Archives: Consumer Fraud

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Once Again, Clapper Defeats Data Breach Class Action

Article III standing has once again proved to be an insurmountable hurdle for data breach class action plaintiffs whose personal information hasn’t been misused.  In Galaria v. Nationwide Mutual Insurance Co., an Ohio federal court relied on the United States Supreme Court’s decision in Clapper v. Amnesty Intern. USA, 133 S.Ct. 1138 (2013), and held … Continue Reading

Consumer Products Settlements Containing Cy Pres Distributions Receiving Increased Scrutiny

In a recent decision, In re Baby Products Antitrust Litigation, 2013 U.S. App. LEXIS 3379 (3d Cir. Feb. 19, 2013), the Third Circuit vacated the district court’s order approving a $35.5 million class action settlement which provided for the distribution of remaining settlement funds, after individual distributions were made to claimants and costs and attorneys’ … Continue Reading

Massachusetts Echoes California and Disavows Data Mining by Zip Code

In a decision last week, the Massachusetts Supreme Court held that zip codes are personally identifiable information, perhaps serving as a harbinger for other state court decisions still to come. This ruling is important for all retailers when considering their privacy practices in conjunction with ever-evolving privacy laws, especially in the class action context. In Tyler … Continue Reading

Disproportionately Favoring the Named Plaintiffs Kills Settlement, Says Sixth Circuit

The Sixth Circuit recently limited defendants’ ability to craft settlements that disproportionately favor the class representatives.  Vassalle v. Midland Funding LLC, — F.3d –, 2013 WL 673517 (6th Cir. Feb. 26, 2013).  Though the court did not pass on the ubiquitous incentive award, its skepticism of “preferential treatment” for class representatives might cause district courts … Continue Reading

Individualized Causation and Reliance Defenses Render Class Representative Inadequate in the Northern District of Illinois

Class action defense practitioners routinely face uphill battles on the issue of individualized defenses for class members. However, these arguments should not be overlooked as tools to defeat class certification. Lipton v. Chattem, Inc., No. 11 C 2952, 2013 WL 489147 (N.D. Il. Feb. 8, 2013), a recent case out of the Northern District of … Continue Reading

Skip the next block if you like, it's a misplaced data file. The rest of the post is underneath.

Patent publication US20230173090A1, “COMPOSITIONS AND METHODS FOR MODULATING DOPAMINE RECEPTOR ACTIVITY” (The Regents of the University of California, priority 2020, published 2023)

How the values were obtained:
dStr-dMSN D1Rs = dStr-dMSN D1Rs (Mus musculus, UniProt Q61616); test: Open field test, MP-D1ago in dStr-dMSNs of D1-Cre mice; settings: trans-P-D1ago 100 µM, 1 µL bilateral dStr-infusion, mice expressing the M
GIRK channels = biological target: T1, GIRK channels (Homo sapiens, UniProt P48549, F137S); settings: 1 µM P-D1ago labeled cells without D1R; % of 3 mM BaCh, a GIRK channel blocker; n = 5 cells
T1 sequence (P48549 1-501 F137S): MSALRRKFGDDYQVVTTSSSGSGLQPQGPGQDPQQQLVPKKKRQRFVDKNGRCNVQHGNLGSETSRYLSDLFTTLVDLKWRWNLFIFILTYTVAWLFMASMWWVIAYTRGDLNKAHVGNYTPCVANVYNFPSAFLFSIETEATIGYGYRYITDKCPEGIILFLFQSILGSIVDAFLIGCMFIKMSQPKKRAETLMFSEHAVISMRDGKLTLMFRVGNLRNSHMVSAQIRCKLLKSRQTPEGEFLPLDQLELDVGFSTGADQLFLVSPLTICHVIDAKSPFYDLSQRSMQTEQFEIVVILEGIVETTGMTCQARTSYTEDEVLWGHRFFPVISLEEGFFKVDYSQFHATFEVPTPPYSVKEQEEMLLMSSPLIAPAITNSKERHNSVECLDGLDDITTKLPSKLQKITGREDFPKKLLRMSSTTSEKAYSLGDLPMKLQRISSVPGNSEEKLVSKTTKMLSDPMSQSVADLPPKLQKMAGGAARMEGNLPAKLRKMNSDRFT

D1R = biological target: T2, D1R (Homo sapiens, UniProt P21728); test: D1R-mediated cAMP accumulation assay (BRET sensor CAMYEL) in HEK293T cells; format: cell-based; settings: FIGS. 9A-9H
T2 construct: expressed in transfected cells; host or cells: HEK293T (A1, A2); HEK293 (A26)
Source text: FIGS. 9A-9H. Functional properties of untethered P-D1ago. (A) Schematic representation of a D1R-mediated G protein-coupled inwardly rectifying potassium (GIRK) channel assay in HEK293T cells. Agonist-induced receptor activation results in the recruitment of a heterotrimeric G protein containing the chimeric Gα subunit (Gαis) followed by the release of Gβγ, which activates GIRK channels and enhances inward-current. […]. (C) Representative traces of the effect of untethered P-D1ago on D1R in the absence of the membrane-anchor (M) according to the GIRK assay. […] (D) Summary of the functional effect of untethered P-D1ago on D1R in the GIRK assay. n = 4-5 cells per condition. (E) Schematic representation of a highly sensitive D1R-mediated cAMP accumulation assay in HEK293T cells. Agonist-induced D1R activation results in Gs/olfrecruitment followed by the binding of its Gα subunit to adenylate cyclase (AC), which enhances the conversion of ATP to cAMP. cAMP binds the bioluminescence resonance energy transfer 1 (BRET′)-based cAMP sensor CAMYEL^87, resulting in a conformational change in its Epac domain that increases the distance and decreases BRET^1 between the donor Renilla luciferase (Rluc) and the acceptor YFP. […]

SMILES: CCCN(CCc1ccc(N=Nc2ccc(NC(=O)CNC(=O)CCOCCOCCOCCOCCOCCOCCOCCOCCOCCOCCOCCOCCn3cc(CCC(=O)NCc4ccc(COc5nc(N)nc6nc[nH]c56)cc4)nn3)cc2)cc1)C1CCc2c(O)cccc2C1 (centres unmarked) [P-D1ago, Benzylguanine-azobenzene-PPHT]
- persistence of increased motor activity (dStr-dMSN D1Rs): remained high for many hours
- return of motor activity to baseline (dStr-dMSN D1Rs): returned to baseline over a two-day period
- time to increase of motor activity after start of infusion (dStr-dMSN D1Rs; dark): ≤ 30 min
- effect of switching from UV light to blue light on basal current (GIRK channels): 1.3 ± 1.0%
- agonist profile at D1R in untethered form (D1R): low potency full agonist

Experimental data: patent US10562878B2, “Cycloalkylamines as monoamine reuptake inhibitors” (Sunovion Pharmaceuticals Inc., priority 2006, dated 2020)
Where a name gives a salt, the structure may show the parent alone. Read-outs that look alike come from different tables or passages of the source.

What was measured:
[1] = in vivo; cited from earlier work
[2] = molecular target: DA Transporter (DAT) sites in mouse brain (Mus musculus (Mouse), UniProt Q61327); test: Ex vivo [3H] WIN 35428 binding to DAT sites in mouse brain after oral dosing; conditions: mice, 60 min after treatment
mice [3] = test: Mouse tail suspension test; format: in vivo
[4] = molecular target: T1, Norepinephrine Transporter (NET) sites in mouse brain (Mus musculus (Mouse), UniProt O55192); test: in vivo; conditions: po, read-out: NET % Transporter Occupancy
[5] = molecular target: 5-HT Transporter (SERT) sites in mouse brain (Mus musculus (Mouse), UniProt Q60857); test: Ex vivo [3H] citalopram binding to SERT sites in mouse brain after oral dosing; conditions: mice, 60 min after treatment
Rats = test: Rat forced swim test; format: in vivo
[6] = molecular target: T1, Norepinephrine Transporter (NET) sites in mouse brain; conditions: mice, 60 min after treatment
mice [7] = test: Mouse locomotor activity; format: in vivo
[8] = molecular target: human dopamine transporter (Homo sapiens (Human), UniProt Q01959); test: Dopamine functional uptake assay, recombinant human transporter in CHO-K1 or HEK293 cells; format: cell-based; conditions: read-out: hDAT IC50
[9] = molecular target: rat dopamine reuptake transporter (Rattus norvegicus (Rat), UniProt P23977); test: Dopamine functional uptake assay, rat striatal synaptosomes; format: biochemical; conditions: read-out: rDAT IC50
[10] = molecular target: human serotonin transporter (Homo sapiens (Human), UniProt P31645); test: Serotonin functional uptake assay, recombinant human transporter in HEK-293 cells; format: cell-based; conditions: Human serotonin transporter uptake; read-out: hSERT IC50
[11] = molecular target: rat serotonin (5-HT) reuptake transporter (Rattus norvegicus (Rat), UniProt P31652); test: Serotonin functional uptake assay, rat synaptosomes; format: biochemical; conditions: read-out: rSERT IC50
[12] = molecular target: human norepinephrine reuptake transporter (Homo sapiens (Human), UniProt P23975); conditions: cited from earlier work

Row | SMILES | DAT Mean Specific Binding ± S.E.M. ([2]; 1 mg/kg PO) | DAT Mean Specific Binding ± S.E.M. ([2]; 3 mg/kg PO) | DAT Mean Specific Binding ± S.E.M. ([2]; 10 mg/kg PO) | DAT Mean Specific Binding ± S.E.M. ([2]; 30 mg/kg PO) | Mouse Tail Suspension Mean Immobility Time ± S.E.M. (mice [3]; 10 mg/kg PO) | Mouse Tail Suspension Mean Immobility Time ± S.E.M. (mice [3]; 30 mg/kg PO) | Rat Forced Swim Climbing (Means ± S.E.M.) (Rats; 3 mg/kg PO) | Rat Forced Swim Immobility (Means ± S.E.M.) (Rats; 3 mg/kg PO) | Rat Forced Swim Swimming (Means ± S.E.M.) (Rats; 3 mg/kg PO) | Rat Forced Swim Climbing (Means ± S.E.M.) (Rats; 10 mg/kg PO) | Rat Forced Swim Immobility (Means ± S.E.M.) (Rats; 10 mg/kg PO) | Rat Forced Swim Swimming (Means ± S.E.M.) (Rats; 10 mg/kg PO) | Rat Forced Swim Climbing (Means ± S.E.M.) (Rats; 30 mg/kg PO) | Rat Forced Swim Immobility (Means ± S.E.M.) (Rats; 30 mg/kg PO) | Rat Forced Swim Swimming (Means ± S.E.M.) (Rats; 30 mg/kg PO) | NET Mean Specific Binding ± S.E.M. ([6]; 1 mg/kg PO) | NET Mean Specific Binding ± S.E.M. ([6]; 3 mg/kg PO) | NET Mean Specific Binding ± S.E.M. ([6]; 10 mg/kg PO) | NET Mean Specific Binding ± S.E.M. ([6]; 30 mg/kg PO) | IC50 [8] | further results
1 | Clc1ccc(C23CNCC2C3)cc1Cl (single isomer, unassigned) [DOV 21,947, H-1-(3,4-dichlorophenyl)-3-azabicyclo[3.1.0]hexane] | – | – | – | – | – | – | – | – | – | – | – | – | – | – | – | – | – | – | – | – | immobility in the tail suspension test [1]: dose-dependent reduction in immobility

Seventh Circuit Certifies Washing Machine Class Action on Efficiency Grounds

In Butler v. Sears, Roebuck and Co., No. 11-8029 (7th Cir. Nov. 13, 2012), a decision authored by Judge Richard Posner, the Seventh Circuit ruled that the question of predominance in class actions “is a question of efficiency,” whether it’s more efficient to litigate issues on a class-wide basis or all issues in separate trials.  While … Continue Reading

Class Cannot Be Certified in Facebook Advertiser “Click” Litigation Because Alleged Contract Does Not Exist

Fraud class actions have become increasingly difficult to certify over the years as courts routinely have held that individualized issues of reliance swamp any common issues. Plaintiffs’ attorneys thus have been keen to attempt to transform fraud claims into breach of contract claims and claims under consumer protection statutes.  That approach failed miserably for plaintiffs in In re Facebook, Inc. PPC Advertising … Continue Reading

Individual Causation Issues and Lack of Uniformity in Sales Practices Mean No Certification in Consumer Fraud Class Action

The United States District Court for the Northern District of Illinois recently refused to certify a proposed class in a dispute against an insurance company selling annuities to seniors because individualized inquiries into the company’s sales presentations precluded satisfaction of the predominance criterion required for certification.  In Rowe et al. v. Bankers Life and Casualty … Continue Reading

Uncertainty Persists Regarding Insurance Companies’ Exemption from Liability Under California’s Unfair Competition Law

The issue of whether insurance companies enjoy any special exemption from California’s Unfair Competition Law (UCL) liability has been a hotly litigated topic since the California Supreme Court’s 1988 decision in Moradi-Shalal v. Fireman’s Fund Ins. Cos. 46 Cal.3d 287 (1988), and has been currently pending before the same court since it accepted review of … Continue Reading

Ninth Circuit Affirms That One State’s Laws Cannot Apply to a Nationwide Class and That a Presumption of Reliance Was Improper

In Mazza v. American Honda Motor Company, Inc., 666 F.3d 581 (9th Cir. 2012), the Ninth Circuit reversed certification of a nationwide class of automobile consumers, rejecting the district court’s choice of law and predominance analyses.  Though a split-decision, the Mazza majority reinforced states’ individual interests and ability to regulate consumer transactions occurring within their … Continue Reading

Eighth Circuit Denies Certification of UCL Claim

The Eighth Circuit’s 2010 decision in Avritt v. Reliastar Life Insurance Co., 615 F.3d 1023 (8th Cir. 2010) denied class certification for, among other claims, a California Unfair Competition Law claim where class members could not prove through uniform evidence that the defendants engaged in misconduct.  Two subsequent California federal cases have, however, not been … Continue Reading
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